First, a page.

Aprille Ericsson New Business Lead for Instrument Systems and Technology Division NASA Goddard Space Flight Center
AIAA SciTech Forum 2021
During her 28+ year tenure with NASA, Dr. Aprille Joy Ericsson has held numerous positions. In 2017, Dr. Ericsson assumed the position of New Business Lead (NBL) (and Acting Chief Technologist) for the NASA GSFC Instrument Systems and Technology Division. In this role she seeks to foster government partnerships that enables industry and small businesses to collaborate with universities, to solve strategic R&D challenges faced by United States government agencies.
In her role as NBL, she serves as engineering representative on the Astrophysics, Heliophysics, Planetary and Earth Science and Cross-Cutting Technology Lines of Business strategy teams. Just prior to that position, she served as the Project Manager for a proposed Astrophysics mid-sized Class Explorer, called STAR-X. Prior to that proposal development, Dr. Ericsson served as the NASA GSFC Program Manager for Small Business and Innovative Research in the Innovative Technology Partnerships Office. Formerly, she served as the Deputy to the Chief Technologist for the Engineering and Technology Directorate with a focus on cubesat and smallsat mission development. She has also served at NASA HQs as a Program Executive (PE) for Earth Science, and a Business Executive for Space Science.
For 10 years, Dr. Ericsson was an Instrument Project Manager (IPM) leading spaceflight mission teams and instruments proposal developments that include: the Near-Infrared Spectrograph on the James Webb Space Telescope; the Project Engineer for the Lunar Orbiter Laser Altimeter on the Lunar Reconnaissance Orbiter (launched 2009); and, Instrument Proposal Manager for the SCIM Mars mission. For 3.5 years she served as the Acting IPM and Deputy IPM for ICESat-2’s (launched 2018) sole instrument, the Advanced Topographic Laser Altimeter System (ATLAS), a $500M LIDAR instrument which continues to provide important observations of ice- sheet elevation change, sea-ice freeboard, and vegetation canopy height begun by ICESat (-I), on which Dr. Ericsson was PE in 2003. Dr. Ericsson first joined GSFC as an Attitude Control Systems Analyst, where she developed practical control methods, and analyzed structural dynamics for several spacecraft missions and concepts.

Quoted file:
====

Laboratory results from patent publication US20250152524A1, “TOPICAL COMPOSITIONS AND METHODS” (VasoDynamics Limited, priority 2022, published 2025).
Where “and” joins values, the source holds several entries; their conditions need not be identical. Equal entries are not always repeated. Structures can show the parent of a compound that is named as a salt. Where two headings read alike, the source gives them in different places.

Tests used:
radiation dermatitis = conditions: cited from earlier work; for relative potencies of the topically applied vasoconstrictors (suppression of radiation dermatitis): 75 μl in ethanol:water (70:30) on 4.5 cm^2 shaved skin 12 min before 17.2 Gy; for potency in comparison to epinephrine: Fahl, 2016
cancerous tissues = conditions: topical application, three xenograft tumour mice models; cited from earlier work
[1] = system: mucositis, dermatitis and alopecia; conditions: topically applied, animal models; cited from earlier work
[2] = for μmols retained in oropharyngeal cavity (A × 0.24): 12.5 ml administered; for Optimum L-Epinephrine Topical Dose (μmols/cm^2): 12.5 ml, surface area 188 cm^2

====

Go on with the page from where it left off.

She has served as an Adjunct Faculty member at several Universities. Currently, she sits on Academic boards at the National Academies (Board of Higher Education and Workforce), MIT (Industry Advisory Council for Minority Education), Chair of the Advisory Board for Howard University (HU) Department of Mechanical Engineering and previously as a HU Trustee and Blacks at MIT. She is Co-Lead Advisor for the Dynamic Mathematical Visionaries NSBE Jr. Chapter. Dr. Ericsson has served as an MIT Education counselor for the almost 15 years. She has also been a proposal reviewer for NSF and NASA.
Dr. Ericsson received her B.S. in Aeronautical/Astronautical Engineering from MIT. She received her Masters of Engineering and Ph.D. in Mechanical Engineering, the Aerospace option from HU. Her graduate school research at HU was developing control methods for orbiting large space platforms like ISS. Dr. Ericsson has been honored with numerous awards, some of the most prestigious are from the Western Society of Engineers - “The 2016 Washington Award”, and The Engineering Honor Society, Tau Beta PI – Distinguished Alumnus. She is proud to be the first (African American) female to receive a Ph.D. in Mechanical Engineering from HU; the first American to receive a Ph.D. in Mechanical Engineering, the Aerospace option from HU; and the first African American female to receive a Ph.D. in Engineering at NASA GSFC.